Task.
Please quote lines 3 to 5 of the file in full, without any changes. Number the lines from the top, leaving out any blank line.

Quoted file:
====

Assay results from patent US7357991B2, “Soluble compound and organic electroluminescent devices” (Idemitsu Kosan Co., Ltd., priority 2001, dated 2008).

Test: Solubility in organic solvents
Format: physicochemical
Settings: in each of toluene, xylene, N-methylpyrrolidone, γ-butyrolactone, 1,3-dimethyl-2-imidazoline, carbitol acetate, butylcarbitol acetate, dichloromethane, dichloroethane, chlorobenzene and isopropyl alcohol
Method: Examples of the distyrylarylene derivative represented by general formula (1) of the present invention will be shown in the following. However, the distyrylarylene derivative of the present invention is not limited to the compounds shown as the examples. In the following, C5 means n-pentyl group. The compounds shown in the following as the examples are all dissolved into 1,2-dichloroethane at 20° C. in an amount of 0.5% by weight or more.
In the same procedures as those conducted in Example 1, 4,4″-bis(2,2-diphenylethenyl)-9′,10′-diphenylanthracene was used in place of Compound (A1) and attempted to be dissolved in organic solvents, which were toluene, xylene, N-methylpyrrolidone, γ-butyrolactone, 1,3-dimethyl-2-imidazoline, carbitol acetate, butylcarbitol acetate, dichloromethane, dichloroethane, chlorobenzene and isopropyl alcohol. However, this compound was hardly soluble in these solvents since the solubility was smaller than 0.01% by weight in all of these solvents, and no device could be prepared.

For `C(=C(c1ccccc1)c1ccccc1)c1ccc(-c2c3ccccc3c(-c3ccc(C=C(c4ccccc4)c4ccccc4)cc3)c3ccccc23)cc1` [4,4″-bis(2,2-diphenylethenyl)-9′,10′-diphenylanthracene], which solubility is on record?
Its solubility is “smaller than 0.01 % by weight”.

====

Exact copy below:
Format: physicochemical
Settings: in each of toluene, xylene, N-methylpyrrolidone, γ-butyrolactone, 1,3-dimethyl-2-imidazoline, carbitol acetate, butylcarbitol acetate, dichloromethane, dichloroethane, chlorobenzene and isopropyl alcohol
Method: Examples of the distyrylarylene derivative represented by general formula (1) of the present invention will be shown in the following. However, the distyrylarylene derivative of the present invention is not limited to the compounds shown as the examples. In the following, C5 means n-pentyl group. The compounds shown in the following as the examples are all dissolved into 1,2-dichloroethane at 20° C. in an amount of 0.5% by weight or more.